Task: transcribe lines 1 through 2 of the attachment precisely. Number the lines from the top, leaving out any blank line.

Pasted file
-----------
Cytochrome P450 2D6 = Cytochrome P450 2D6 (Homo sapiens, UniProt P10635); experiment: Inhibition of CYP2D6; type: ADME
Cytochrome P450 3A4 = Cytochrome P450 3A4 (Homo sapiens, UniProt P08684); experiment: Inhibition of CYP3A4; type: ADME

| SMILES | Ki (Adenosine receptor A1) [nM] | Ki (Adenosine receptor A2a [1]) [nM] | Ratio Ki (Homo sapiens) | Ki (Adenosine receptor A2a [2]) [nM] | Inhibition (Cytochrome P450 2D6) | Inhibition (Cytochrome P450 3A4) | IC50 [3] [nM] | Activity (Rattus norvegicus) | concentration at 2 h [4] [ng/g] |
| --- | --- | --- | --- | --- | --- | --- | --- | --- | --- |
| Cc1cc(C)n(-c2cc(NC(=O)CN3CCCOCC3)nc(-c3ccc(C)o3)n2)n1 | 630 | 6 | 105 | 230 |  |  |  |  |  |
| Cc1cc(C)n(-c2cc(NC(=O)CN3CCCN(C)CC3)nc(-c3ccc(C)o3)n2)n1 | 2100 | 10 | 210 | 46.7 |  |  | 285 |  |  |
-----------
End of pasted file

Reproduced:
Cytochrome P450 2D6 = Cytochrome P450 2D6 (Homo sapiens, UniProt P10635); experiment: Inhibition of CYP2D6; type: ADME
Cytochrome P450 3A4 = Cytochrome P450 3A4 (Homo sapiens, UniProt P08684); experiment: Inhibition of CYP3A4; type: ADME